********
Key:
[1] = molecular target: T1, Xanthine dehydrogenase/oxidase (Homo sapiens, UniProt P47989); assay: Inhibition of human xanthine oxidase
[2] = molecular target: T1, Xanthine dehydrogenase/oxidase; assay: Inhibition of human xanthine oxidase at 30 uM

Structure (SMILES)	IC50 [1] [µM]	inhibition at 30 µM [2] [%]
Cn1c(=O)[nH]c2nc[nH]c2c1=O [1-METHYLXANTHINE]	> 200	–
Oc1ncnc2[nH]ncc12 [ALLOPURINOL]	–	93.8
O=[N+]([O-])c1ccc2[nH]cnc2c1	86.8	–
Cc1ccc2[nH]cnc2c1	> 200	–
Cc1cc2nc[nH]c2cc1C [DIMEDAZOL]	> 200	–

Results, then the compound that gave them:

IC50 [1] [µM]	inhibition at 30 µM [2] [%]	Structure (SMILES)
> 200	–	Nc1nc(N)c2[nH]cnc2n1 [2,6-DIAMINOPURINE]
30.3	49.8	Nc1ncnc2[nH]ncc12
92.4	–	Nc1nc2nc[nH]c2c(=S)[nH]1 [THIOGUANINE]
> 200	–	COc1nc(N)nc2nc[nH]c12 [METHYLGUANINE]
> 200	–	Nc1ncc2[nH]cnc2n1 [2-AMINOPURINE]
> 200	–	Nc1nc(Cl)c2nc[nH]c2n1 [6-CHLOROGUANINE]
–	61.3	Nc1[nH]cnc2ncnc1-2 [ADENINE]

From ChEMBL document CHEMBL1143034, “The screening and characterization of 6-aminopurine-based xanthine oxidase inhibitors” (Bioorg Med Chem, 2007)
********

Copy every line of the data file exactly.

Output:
Key:
[1] = molecular target: T1, Xanthine dehydrogenase/oxidase (Homo sapiens, UniProt P47989); assay: Inhibition of human xanthine oxidase
[2] = molecular target: T1, Xanthine dehydrogenase/oxidase; assay: Inhibition of human xanthine oxidase at 30 uM

Structure (SMILES)	IC50 [1] [µM]	inhibition at 30 µM [2] [%]
Cn1c(=O)[nH]c2nc[nH]c2c1=O [1-METHYLXANTHINE]	> 200	–
Oc1ncnc2[nH]ncc12 [ALLOPURINOL]	–	93.8
O=[N+]([O-])c1ccc2[nH]cnc2c1	86.8	–
Cc1ccc2[nH]cnc2c1	> 200	–
Cc1cc2nc[nH]c2cc1C [DIMEDAZOL]	> 200	–

Results, then the compound that gave them:

IC50 [1] [µM]	inhibition at 30 µM [2] [%]	Structure (SMILES)
> 200	–	Nc1nc(N)c2[nH]cnc2n1 [2,6-DIAMINOPURINE]
30.3	49.8	Nc1ncnc2[nH]ncc12
92.4	–	Nc1nc2nc[nH]c2c(=S)[nH]1 [THIOGUANINE]
> 200	–	COc1nc(N)nc2nc[nH]c12 [METHYLGUANINE]
> 200	–	Nc1ncc2[nH]cnc2n1 [2-AMINOPURINE]
> 200	–	Nc1nc(Cl)c2nc[nH]c2n1 [6-CHLOROGUANINE]
–	61.3	Nc1[nH]cnc2ncnc1-2 [ADENINE]

From ChEMBL document CHEMBL1143034, “The screening and characterization of 6-aminopurine-based xanthine oxidase inhibitors” (Bioorg Med Chem, 2007)